I had the pleasure of attending the *GSK Asthma Summit in Denver, CO last month. What a great way to to celebrate Asthma awareness month. The summit featured a fantastic presentation on the the impact of asthma on school aged children. It was also hosted during the ATS Conference. My fellow asthma advocate ( and partner in good things) Kerri and I had the opportunity to quickly run through the ATS conference in between meet ups with some awesome docs. I tried to enter the main conference area however, my lack of accreditation prevented this. I was able to get some “light” reading. I score the pot of gold of medical journals. It was like candy land.
The ATS swag bag that Karen from GSK was kind enough to give Kerri and I . We split the swag.
The coveted journals. So far, I have read half of them…with a respirology textbook for support.
The view from my hotel window. The irony was that the hotel was going through a major renovation and was covered in layers of dust and other allergies. It was ironic that some some significantly severe asthmatics and advocates would be spending the night here.
“Building Bridges for Asthma Care” is a school-based program designed to empower nurses in participating elementary schools to ensure that asthmatic children are identified and provided care according to the National Institute of Health’s clinical treatment guidelines. The objectives of the program are addressing the risk of health disparities and asthma-related absenteeism, as well as its related impact on academic achievement for inner city students.” ( **GSK Press release, May 18, 2015)
More about the Building Bridges for Asthma Care can be found here.
Here are some of my highlights.
The summit highlighted the wonderful impact of a great group of people ,coming together, to make a difference in the lives of elementary students with asthma. One of the main themes of the presentation was “LAYERS” this could not resound more with me more.
The slide highlights the main “Layers” to addressing children with uncontrolled asthma.
“We need to set up layers of support, clinicians, nurses, health care assistant, educators…etc” Dr. Dr.Stanley Szefler
The Building Bridges for Asthma care is all about the integral bridges that are built to ensure that children with asthma have symptom free days and fully participate in the school experience. The child is the centre of the problem and the solution. The layers come together to build the bridge, to the solution. Since children spend the majority of their time at school. there is a statistic on the number of hours… ( I can’t seem to find that right now). The problem needs to be addressed at school, supported by many layers. Parents provided consent and access to their childs’ medical history. Throughout the school year the children that enrolled in program had their absenteeism, physical activity and asthma control level monitored by the nurses who would communicate with parents and health care providers.The program took the the information and provided the data to both parent/child and healthcare providers, to make adjustment where necessary. The initial results indicated that those enrolled in the program had a decrease in school absenteeism. There was a wonderful opportunity to speak with a parent and child of the program and here about the impact on not only on absenteeism , but asthma control and improvement in quality of life. They were also awesome and great to speak with.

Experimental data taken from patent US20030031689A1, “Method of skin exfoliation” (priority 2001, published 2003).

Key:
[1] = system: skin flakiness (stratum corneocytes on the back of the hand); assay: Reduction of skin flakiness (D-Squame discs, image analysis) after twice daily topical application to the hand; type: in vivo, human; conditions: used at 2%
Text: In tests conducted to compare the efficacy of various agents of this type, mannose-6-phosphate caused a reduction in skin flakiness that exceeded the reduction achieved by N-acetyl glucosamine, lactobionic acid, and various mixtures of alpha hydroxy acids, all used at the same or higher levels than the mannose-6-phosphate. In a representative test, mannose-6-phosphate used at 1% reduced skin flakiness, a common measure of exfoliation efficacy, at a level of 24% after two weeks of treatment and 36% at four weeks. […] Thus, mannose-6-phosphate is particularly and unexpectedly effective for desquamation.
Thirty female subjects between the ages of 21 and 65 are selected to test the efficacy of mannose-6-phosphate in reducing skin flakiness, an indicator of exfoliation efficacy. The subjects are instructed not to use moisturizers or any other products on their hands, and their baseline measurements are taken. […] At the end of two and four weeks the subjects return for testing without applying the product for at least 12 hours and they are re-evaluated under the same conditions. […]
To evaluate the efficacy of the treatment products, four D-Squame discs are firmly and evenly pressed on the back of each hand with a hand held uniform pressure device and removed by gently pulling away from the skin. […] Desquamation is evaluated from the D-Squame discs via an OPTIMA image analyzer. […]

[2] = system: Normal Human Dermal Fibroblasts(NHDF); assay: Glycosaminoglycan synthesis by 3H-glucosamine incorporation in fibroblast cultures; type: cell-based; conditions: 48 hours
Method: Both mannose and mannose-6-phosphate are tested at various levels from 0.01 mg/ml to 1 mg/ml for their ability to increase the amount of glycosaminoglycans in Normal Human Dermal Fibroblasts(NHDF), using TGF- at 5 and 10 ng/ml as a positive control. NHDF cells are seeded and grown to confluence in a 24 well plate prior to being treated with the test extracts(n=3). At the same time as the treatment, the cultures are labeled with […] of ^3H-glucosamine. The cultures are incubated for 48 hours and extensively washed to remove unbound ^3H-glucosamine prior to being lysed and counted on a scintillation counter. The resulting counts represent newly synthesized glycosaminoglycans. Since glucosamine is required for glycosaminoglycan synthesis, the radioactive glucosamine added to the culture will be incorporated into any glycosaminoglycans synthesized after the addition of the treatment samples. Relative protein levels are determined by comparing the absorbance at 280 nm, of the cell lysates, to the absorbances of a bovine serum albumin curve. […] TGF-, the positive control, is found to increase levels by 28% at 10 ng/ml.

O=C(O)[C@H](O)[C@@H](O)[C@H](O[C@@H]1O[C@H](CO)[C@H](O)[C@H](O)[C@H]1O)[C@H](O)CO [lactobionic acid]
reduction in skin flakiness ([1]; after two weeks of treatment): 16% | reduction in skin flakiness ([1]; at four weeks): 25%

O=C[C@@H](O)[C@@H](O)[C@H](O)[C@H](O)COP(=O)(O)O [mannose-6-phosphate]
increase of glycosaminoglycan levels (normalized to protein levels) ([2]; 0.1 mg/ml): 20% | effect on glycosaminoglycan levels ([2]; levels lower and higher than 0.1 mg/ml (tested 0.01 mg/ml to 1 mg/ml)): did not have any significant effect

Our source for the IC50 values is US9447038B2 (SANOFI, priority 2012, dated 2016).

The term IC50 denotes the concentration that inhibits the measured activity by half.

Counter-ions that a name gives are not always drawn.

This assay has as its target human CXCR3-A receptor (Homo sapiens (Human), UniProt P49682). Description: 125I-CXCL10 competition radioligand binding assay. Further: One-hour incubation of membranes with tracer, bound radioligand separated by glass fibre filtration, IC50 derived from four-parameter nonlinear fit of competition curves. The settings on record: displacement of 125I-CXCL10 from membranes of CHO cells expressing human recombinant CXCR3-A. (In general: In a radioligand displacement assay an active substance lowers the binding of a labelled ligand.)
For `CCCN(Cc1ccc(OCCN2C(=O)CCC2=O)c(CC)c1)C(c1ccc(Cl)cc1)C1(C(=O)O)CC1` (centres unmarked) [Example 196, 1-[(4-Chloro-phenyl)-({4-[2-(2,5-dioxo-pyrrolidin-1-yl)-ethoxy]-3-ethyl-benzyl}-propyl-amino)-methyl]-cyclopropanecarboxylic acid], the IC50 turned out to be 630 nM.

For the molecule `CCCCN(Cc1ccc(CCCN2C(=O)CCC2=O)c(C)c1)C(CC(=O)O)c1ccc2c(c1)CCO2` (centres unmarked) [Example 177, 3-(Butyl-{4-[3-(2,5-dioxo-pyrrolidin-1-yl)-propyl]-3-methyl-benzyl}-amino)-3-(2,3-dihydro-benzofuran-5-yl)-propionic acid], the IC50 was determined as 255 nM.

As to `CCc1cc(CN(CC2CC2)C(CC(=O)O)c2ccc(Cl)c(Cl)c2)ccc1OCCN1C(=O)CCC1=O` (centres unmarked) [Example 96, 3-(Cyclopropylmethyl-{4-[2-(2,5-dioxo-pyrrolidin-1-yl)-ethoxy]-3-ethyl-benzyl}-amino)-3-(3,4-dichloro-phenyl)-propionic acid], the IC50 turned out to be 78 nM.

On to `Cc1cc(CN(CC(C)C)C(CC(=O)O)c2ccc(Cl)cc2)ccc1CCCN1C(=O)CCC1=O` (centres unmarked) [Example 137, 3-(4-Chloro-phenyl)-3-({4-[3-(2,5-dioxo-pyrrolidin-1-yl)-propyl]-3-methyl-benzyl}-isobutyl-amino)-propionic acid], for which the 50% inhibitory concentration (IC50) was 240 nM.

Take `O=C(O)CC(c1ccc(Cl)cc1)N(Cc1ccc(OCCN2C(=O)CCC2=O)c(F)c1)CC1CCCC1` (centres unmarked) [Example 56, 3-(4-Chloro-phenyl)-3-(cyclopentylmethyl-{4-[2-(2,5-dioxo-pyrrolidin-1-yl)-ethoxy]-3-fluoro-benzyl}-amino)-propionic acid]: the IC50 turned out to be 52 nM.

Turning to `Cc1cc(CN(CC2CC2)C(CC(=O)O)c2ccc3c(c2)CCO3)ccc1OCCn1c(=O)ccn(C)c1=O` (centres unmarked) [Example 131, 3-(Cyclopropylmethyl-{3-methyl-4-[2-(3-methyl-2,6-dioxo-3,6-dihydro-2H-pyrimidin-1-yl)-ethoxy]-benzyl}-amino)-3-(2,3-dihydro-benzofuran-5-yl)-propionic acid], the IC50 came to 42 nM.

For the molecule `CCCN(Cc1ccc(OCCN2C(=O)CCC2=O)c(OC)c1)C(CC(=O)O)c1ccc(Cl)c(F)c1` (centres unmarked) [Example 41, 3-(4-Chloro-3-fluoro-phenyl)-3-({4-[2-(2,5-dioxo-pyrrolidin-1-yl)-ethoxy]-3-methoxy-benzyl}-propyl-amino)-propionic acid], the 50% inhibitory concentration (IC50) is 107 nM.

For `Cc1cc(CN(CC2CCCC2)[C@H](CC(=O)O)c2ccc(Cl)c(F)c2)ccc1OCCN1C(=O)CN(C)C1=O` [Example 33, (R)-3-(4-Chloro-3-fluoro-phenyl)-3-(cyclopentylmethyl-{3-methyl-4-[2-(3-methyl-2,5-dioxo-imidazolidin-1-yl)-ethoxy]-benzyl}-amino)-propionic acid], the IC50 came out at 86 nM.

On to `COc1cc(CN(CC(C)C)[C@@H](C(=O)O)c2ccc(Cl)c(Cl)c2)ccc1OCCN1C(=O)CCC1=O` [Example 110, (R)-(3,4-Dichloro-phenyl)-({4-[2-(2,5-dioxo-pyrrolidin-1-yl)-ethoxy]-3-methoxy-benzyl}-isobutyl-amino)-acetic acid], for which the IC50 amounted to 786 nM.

The program provides direct access to care where needed and education. School nurses receive training in inhaler technique, asthma management and the Building Bridges program prior to the school year. These nurses are optimally prepared to work with asthmatics students, thus reducing school absenteeism and improving student quality of life.
I had the opportunity to meet with some the stellar school nurses. Each one of them were simply amazing. Personally, meeting both Donna Shocks ( Manger of Nursing and Student Health Service, Denver Public Schools) who was integral in the development of building the program with Dr. Szefler and Sheila Morgan (Asthma Counsellor at Children’s Hospital Colorado) were personal highlights for me . I wish I had chatted more with Dr.Szefler. Of course, I was too busy chatting with the other amazing folks.They will absolultey be my advocacy strength, when I think things are too difficult or I can’t go on. They highlighted that we really need to bring it back to being “child centred” when we run into opposition. These are words to live by.
The summit also included an opportunity for a bloggers roundtable, and a chance to dialogue with GSK on working together. It was a much more open discussion than I had anticipated, and I think there is a real opportunity to share the good work of Pharma beyond the laboratory. If the day had a clear theme, it was about layers. I think Pharama is an important layer in patient care and not just from a pharmaceutical point of view. They can be a conduit of information, provide clarity and there are surprisingly many opportunities for them to be a support network. I bet there are many programs that patients have no idea exist.
I am looking forward to continued advocacy work in the future. I was too busy meeting amazing people, that I failed at taking decent pictures or enough of them. You can catch up with the adventure in pictures by checking out Kerri’ recap.
Goodbye stormy Denver
*Note: GSK provided me with travel reimbursement to attend the GSK Asthma Summit. However, this post is voluntary, represents my own views and I was not paid to write it